A Mindful Media Diet for the Family
Recently, a Welsh primary school director discovered students as young as six re-enacting the violent sex scenes from Grand Theft Auto (GTA) on the playground, a trend he reported in a letter of warning to parents. A Massachusetts teen saw the little brothers of his friends start to play the adult-rated, crime-enacting video game and decided to volunteer for the local social services committee formed after the Newtown, Conn. school shootings. Common Sense Media ranks Grand Theft Auto among the most violent games and “not for kids,” but GTA-5 was the top-seller in 2013, surpassing the billion-dollar revenue mark three days after its release.
Parents concerned about their child’s media diet face nearly insurmountable challenges to establishing healthy choices across today’s media platforms. The proliferating media sources and content wildly outpace research into their impact, leaving relational and physical aggression a worrisome and growing problem—especially for children. "One key study of certain educational videos, for three to five year olds, found increased relational aggression among the children after viewing. Specifically, only negative content in the first half of the stories matched the children's attention span; the moral came too late for them to notice it."
Violence appears in roughly 90 percent of movies, 68 percent of video games and 60 percent of TV shows, according to Caroline Knorr, the parenting editor at Common Sense Media. American children absorb it during their average six to seven hours of daily screen time and imitate it in play, especially when good guys triumph over bad guys. While multiple risk factors contribute to all harmful behavior, violent media viewing and gaming commonly turn up in the mix.
More than 100 years ago, physician and educator Maria Montessori recognized that imitation and repetition form the basis of children’s learning. What children repeatedly witness and experience becomes the infrastructure of reasoning and creativity for the abstract concept learning that comes next. Despite the odds, there are ways to approach children’s media consumption that provide healthful development and enjoyment.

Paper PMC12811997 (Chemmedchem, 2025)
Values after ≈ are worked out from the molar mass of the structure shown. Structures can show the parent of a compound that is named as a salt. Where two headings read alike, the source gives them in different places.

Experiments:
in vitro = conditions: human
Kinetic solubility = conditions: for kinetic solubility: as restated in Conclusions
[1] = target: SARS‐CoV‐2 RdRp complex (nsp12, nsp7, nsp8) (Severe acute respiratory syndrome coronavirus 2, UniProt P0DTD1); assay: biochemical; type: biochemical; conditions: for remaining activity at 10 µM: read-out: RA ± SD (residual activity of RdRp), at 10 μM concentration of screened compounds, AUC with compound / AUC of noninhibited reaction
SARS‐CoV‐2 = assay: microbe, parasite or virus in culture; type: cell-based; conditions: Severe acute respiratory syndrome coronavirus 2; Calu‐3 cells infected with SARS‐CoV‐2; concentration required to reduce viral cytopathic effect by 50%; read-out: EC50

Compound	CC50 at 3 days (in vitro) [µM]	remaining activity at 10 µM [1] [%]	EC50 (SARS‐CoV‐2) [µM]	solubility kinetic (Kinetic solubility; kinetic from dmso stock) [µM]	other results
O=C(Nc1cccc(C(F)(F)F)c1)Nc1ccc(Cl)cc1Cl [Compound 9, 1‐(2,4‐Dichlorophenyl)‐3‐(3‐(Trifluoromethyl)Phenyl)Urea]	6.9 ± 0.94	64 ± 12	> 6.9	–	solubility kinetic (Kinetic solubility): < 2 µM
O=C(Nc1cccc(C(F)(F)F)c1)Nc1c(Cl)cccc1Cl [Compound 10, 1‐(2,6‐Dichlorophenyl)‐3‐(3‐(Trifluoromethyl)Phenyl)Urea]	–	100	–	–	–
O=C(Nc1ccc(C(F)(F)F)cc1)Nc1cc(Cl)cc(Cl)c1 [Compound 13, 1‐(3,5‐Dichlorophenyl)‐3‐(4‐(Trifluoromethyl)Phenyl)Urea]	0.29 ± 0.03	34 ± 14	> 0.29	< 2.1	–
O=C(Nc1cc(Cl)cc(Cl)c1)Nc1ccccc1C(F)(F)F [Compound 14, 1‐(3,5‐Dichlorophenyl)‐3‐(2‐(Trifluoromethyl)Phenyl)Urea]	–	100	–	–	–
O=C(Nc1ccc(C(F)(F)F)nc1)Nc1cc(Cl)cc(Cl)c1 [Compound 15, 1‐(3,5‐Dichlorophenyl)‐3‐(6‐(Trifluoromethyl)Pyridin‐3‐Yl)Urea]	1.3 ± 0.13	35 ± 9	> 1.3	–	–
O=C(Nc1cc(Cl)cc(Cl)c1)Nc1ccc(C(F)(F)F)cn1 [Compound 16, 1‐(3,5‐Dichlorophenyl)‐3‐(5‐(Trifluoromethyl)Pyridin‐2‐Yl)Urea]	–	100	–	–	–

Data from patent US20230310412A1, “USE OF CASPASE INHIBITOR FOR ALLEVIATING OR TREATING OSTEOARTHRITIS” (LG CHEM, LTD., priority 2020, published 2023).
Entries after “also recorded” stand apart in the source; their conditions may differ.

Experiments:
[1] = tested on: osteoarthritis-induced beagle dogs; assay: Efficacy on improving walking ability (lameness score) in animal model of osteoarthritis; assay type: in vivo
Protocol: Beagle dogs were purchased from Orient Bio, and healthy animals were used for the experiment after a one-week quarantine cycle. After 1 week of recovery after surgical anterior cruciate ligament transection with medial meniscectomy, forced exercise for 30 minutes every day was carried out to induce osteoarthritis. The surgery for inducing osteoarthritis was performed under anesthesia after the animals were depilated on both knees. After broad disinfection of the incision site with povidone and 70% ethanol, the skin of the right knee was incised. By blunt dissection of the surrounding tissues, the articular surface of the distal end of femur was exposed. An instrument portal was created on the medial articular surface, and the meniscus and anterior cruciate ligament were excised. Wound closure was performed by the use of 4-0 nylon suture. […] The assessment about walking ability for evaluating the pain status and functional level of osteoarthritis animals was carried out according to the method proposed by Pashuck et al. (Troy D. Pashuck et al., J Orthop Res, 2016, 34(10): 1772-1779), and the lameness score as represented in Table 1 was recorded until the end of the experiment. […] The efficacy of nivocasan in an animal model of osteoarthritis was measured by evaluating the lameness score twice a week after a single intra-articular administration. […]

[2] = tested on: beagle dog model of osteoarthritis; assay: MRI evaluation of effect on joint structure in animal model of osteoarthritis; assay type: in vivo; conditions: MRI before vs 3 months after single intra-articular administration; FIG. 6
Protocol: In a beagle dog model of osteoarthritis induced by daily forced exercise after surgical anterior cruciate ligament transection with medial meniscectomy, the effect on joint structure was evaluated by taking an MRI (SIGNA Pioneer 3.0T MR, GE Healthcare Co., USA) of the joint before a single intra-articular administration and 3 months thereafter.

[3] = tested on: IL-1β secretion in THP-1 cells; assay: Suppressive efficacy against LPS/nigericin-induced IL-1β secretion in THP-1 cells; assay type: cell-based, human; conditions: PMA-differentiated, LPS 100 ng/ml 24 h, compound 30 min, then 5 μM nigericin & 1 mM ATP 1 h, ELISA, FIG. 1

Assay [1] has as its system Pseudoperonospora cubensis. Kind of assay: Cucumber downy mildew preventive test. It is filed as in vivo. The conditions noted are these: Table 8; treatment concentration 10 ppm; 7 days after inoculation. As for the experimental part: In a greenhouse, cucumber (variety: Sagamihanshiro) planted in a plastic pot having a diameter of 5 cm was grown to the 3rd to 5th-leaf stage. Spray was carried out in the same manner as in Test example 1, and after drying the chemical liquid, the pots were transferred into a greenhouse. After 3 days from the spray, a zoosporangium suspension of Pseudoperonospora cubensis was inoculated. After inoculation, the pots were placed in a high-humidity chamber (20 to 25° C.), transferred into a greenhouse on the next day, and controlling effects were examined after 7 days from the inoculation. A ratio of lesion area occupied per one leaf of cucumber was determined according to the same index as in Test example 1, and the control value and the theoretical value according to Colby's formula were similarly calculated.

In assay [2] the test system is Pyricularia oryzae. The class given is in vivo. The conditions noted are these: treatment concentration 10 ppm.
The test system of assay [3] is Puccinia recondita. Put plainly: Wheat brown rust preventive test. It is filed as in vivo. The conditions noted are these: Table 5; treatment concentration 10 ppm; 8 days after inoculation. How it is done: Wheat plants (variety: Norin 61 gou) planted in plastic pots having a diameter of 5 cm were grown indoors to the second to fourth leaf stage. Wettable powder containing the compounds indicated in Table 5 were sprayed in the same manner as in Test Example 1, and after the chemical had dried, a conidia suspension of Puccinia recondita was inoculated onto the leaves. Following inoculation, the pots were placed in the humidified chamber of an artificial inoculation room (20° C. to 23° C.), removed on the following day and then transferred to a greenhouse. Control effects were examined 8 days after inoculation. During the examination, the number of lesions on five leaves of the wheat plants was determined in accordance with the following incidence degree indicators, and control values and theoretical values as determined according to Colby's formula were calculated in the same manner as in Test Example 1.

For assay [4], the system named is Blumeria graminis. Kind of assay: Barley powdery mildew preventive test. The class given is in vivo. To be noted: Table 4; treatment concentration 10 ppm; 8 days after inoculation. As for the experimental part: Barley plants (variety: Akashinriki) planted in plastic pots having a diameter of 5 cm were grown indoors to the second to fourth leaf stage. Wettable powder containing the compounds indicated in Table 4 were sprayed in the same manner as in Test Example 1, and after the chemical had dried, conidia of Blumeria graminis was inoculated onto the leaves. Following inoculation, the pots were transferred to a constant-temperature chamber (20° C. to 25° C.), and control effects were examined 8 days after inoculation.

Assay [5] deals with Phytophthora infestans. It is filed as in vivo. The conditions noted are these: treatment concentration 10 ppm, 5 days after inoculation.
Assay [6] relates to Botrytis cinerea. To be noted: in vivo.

The renowned Zen master, Thich Nhat Hanh teaches “a diet for a mindful society” that grows happiness and peace. In the book For A Future to Be Possible, he writes, “We can have a careful diet for our body and we can also have a careful diet for our consciousness, our mental health. We need to refrain from ingesting the kinds of intellectual food that bring toxins into our consciousness.”
He advises first to look within and become more aware of your own media consumption. When does it increase a sense of well-being, anxiety or loneliness? Could another activity help more? Using similar questions about your child’s media choices and habits, observe him or her without judgment for a few days and then begin initiating thoughtful conversations as a family. What does she or he need and seek? What qualities are fostered in the game or video? What do they mean? Share some of what you noticed about yourself and commit to supporting each other’s mindful consumption of media over time.
Human beings have always needed stories to help us grow up and grow wiser. Questions of life and death, mastery and failure, fairness and injustice come up every day. Essential to us are love, nurturing and the sensibility that the world and one’s life are complex fields for self-exploration and development. Stories can teach the truths that life is sacred, people are not just all good or bad and solutions to problems come from reflection, poise and the wisdom of seeing more than one perspective. Family stories can provide this kind of nourishment and sometimes mindfully chosen packaged media can too.
Andrew Kutt is the founder and head of Oneness-Family School, an international, progressive Montessori school in Chevy Chase, MD for children age 2 through eighth grade.